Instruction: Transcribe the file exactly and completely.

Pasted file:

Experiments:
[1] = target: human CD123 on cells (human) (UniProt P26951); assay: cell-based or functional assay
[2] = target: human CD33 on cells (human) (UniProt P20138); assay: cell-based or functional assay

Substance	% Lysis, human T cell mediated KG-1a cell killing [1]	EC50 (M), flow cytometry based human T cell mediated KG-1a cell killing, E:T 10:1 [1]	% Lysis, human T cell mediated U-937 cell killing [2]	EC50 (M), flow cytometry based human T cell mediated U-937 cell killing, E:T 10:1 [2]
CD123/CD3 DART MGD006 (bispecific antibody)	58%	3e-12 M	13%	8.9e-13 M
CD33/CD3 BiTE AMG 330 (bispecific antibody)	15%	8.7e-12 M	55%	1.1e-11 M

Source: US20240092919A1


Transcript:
Experiments:
[1] = target: human CD123 on cells (human) (UniProt P26951); assay: cell-based or functional assay
[2] = target: human CD33 on cells (human) (UniProt P20138); assay: cell-based or functional assay

Substance	% Lysis, human T cell mediated KG-1a cell killing [1]	EC50 (M), flow cytometry based human T cell mediated KG-1a cell killing, E:T 10:1 [1]	% Lysis, human T cell mediated U-937 cell killing [2]	EC50 (M), flow cytometry based human T cell mediated U-937 cell killing, E:T 10:1 [2]
CD123/CD3 DART MGD006 (bispecific antibody)	58%	3e-12 M	13%	8.9e-13 M
CD33/CD3 BiTE AMG 330 (bispecific antibody)	15%	8.7e-12 M	55%	1.1e-11 M

Source: US20240092919A1